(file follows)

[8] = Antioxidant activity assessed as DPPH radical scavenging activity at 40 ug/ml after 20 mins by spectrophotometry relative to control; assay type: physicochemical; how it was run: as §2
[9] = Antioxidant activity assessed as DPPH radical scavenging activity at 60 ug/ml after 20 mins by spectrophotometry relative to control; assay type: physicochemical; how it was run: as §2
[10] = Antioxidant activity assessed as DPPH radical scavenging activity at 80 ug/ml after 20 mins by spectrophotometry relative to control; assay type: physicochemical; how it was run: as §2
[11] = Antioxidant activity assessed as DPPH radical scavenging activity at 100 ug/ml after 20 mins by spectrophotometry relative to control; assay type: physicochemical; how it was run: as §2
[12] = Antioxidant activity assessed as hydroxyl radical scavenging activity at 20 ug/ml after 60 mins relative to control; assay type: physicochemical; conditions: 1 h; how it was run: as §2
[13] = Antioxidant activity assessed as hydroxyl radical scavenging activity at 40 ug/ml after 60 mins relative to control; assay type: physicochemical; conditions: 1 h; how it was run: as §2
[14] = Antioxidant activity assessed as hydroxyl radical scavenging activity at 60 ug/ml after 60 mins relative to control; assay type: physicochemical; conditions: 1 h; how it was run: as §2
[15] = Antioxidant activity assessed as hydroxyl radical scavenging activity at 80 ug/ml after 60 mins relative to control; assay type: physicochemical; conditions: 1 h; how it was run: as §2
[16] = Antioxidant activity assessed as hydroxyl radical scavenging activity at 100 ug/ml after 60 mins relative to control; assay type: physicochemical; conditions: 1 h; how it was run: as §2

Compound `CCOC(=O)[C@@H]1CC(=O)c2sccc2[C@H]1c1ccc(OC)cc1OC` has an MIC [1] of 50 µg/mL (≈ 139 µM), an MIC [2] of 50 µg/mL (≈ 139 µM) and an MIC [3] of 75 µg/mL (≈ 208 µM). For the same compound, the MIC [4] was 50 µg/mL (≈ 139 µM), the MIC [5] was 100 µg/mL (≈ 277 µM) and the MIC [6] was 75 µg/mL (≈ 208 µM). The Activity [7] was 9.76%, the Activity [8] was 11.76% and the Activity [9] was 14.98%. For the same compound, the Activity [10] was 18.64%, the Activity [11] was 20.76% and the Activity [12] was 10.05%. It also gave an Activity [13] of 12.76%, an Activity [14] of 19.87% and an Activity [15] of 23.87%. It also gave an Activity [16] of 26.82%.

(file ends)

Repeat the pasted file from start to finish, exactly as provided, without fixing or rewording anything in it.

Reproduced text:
[8] = Antioxidant activity assessed as DPPH radical scavenging activity at 40 ug/ml after 20 mins by spectrophotometry relative to control; assay type: physicochemical; how it was run: as §2
[9] = Antioxidant activity assessed as DPPH radical scavenging activity at 60 ug/ml after 20 mins by spectrophotometry relative to control; assay type: physicochemical; how it was run: as §2
[10] = Antioxidant activity assessed as DPPH radical scavenging activity at 80 ug/ml after 20 mins by spectrophotometry relative to control; assay type: physicochemical; how it was run: as §2
[11] = Antioxidant activity assessed as DPPH radical scavenging activity at 100 ug/ml after 20 mins by spectrophotometry relative to control; assay type: physicochemical; how it was run: as §2
[12] = Antioxidant activity assessed as hydroxyl radical scavenging activity at 20 ug/ml after 60 mins relative to control; assay type: physicochemical; conditions: 1 h; how it was run: as §2
[13] = Antioxidant activity assessed as hydroxyl radical scavenging activity at 40 ug/ml after 60 mins relative to control; assay type: physicochemical; conditions: 1 h; how it was run: as §2
[14] = Antioxidant activity assessed as hydroxyl radical scavenging activity at 60 ug/ml after 60 mins relative to control; assay type: physicochemical; conditions: 1 h; how it was run: as §2
[15] = Antioxidant activity assessed as hydroxyl radical scavenging activity at 80 ug/ml after 60 mins relative to control; assay type: physicochemical; conditions: 1 h; how it was run: as §2
[16] = Antioxidant activity assessed as hydroxyl radical scavenging activity at 100 ug/ml after 60 mins relative to control; assay type: physicochemical; conditions: 1 h; how it was run: as §2

Compound `CCOC(=O)[C@@H]1CC(=O)c2sccc2[C@H]1c1ccc(OC)cc1OC` has an MIC [1] of 50 µg/mL (≈ 139 µM), an MIC [2] of 50 µg/mL (≈ 139 µM) and an MIC [3] of 75 µg/mL (≈ 208 µM). For the same compound, the MIC [4] was 50 µg/mL (≈ 139 µM), the MIC [5] was 100 µg/mL (≈ 277 µM) and the MIC [6] was 75 µg/mL (≈ 208 µM). The Activity [7] was 9.76%, the Activity [8] was 11.76% and the Activity [9] was 14.98%. For the same compound, the Activity [10] was 18.64%, the Activity [11] was 20.76% and the Activity [12] was 10.05%. It also gave an Activity [13] of 12.76%, an Activity [14] of 19.87% and an Activity [15] of 23.87%. It also gave an Activity [16] of 26.82%.